There will be no repeat this time around. The serious business starts on Jan. 12 and the players and coaching staff know it.

    In a postgame interview with DenverBroncos.com following the win in Oakland, veteran cornerback Champ Bailey said, "Everybody’s 0-0 now. There’s 12 total teams in this thing. We’re one of them. We’ve just got to make sure that we’re the one that comes out on top in the end."

    In 1996, the Broncos suffered a crushing and unexpected defeat to the Jacksonville Jaguars in their playoff opener. A year later Mike Shanahan's men lost in the regular season to Kansas City and Pittsburgh before beating them both in the playoffs en route to the Super Bowl.

    Denver's three losses this season have all been at the hands of AFC playoff teams. With San Diego, Indianapolis or New England possibly still to come, history could yet repeat itself.

4. Defense Steps Up

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    For a defense looking to gain some momentum heading into the playoffs, games against Houston and Oakland are great places to start.

    The much-maligned Broncos D has been a work in progress for much of the season with injuries (Kevin Vickerson, Rahim Moore, Champ Bailey, Derek Wolfe, Von Miller) and suspensions (Miller again) causing havoc to coordinator Jack Del Rio's plans.

    But as The Denver Post's Mike Klis put it, the Broncos defense is clicking at the right time. It might not have had much clicking to do against two of the NFL's worst teams in the Texans and Raiders, but the pieces appear to be moving in the right direction.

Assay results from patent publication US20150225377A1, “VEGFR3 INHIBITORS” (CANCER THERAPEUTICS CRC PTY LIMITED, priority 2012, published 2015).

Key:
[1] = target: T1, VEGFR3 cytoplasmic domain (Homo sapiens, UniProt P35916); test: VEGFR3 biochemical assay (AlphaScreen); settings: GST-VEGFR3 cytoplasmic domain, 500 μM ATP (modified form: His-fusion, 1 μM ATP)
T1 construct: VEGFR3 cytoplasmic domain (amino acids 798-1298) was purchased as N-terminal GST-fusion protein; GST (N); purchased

Von Miller's absence is obviously a huge blow, but it could be tempered somewhat by the return of Champ Bailey as the nickelback. After a nagging neck injury, Wesley Woodward has shown flashes of his early-season form, and there have been contributions from the likes of first-round pick Sylvester Williams and free-agent acquisitions Paris Lenon and Michael Huff.

    The Broncos ranked 20th in total defense during the regular season, giving up 356 yards per game—a number not especially impressive yet surprisingly better than Indianapolis (21st, 357.1), San Diego (23rd, 366.5), Kansas City (24th, 367.8) and New England (26th, 373.1).

    Nobody's expecting to see the '85 Bears, but they should be able to do just enough to give Peyton a shot.

5. Special Special Teams

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    In Matt Prater the Broncos have one of the better kickers in the league. Elected to his first Pro Bowl this year, Prater was successful on 25 out of 26 field-goal attempts including a record-breaking 64-yarder against the Titans. He also leads the league with 81 touchbacks.

    Trindon Holliday has had fumbling issues this year, but when he does hold onto the ball he remains one of the most dangerous return men in the league. He was one of only three players to take two kicks to the house during the regular season and is due a biggie in the postseason. The Broncos rank fifth overall in yards per return.